Dan echoed those sentiments while sharing that they drew inspiration from their own experiences in the scene along with the shows put on by other promoters like Brownies & Lemonade and Space Yacht. “One of our biggest strengths is that we’ve also been patrons our entire life. Going to shows as an attendee, we know what we like,” he said. “We really just obsessed over what we thought was cool and looked to figure out how we could redesign this in Salt Lake City to be something that we ourselves want to enjoy too.”
Much akin to their inspirations, Mutiny Music Collective is not tied to booking artists in a singular realm of the scene.
Past shows have featured artists ranging from Eptic and Black Tiger Sex Machine to Noizu and OMNOM to help solidify their range from bass to house while also booking rising artists in support. “We get this really cool opportunity to show people things or artists that maybe they don’t know, but we believe in, that we think they will be really stoked on,” Dan said. “We want people to walk away from the opener of a show and think, ‘Holy crap, that was so sick. I love that music now.”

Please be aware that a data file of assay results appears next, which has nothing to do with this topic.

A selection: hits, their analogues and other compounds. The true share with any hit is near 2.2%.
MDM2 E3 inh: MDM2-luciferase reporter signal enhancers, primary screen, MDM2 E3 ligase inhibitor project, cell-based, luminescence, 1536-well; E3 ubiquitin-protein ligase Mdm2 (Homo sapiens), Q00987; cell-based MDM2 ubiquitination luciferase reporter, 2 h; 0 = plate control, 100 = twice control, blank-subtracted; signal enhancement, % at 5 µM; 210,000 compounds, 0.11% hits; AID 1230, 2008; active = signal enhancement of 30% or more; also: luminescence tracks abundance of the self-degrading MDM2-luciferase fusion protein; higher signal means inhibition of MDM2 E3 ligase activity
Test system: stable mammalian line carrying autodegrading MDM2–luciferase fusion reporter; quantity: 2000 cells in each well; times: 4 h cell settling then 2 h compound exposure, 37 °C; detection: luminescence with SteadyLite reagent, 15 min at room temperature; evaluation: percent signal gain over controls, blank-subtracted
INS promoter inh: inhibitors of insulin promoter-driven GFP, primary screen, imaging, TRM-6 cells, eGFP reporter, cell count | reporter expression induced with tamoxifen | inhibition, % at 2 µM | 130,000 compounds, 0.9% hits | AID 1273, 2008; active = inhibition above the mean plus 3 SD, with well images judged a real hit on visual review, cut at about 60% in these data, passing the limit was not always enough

“Every single show that we do, we’re not trying to outdo the last but just make it different in a better and strange way,” Alex chimed in. Beyond the curated lineups, they’ve accomplished this by championing the 360-stage concept in Utah. Additionally, they host Tri-Quarterly Mutiny Shareholders Meetings. These free monthly shows allow Mutiny Music Collective to give back to the community that has supported them over the past few years.
So what’s on the horizon for Mutiny Music Collective?
Mutiny Music Collective is about to bring the most interesting experience to date as artists like SVDDEN DEATH, DEATHPACT, Algo, yvm3, and IMANU will be performing at Salt Lake City’s renowned haunted house, Fear Factory. Those attending The Renegades on June 16-17 will be able to witness the horror and thrill as these artists and more encapsulate the deathly vibes that haunt the factory.
To keep the experience accessible and inclusive for all, they’ve recently announced support from Skullcandy to provide a sensory-based audio experience for the hard-of-hearing community at The Renegades. Through Skullcandy’s Crusher headphones, patrons can connect directly to the artist’s audio feed to enjoy the crisp sound and feel the bass. And it’s clear that this is just the beginning of a bright future for Mutiny Music Collective.
If you’re looking to get in on the Mutiny Music Collective experience, tickets for The Renegades can be purchased via Ticketfairy! Be sure to text (801)-312-9158 to stay connected with Mutiny and get updates on future events!